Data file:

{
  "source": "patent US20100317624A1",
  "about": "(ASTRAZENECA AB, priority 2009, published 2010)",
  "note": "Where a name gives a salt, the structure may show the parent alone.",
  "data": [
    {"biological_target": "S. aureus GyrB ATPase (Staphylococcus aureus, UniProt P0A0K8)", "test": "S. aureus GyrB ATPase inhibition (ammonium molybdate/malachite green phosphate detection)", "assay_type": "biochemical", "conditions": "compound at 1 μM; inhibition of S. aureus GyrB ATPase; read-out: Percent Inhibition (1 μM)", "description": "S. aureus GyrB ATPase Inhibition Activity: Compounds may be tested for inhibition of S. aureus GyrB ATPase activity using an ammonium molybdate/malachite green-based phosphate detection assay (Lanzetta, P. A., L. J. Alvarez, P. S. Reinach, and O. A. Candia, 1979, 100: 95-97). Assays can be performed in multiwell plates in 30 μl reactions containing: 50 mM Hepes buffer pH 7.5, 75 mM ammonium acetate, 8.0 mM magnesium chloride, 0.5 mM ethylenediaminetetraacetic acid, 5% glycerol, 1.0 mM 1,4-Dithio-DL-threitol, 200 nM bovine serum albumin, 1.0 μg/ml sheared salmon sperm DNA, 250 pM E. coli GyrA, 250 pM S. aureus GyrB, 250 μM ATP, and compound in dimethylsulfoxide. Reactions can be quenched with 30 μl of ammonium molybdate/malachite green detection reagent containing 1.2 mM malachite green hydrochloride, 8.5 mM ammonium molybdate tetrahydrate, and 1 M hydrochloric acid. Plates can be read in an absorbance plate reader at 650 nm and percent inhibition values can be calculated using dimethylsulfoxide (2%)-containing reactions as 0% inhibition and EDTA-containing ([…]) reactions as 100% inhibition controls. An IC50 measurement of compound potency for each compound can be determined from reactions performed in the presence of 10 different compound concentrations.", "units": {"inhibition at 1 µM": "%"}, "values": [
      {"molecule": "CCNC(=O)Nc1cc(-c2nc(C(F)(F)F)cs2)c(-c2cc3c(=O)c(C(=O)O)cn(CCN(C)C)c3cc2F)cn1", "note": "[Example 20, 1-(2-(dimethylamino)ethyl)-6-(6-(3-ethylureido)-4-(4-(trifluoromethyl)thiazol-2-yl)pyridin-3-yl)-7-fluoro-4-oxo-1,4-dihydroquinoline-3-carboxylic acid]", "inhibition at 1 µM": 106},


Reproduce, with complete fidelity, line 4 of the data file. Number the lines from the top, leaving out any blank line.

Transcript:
  "note": "Where a name gives a salt, the structure may show the parent alone.",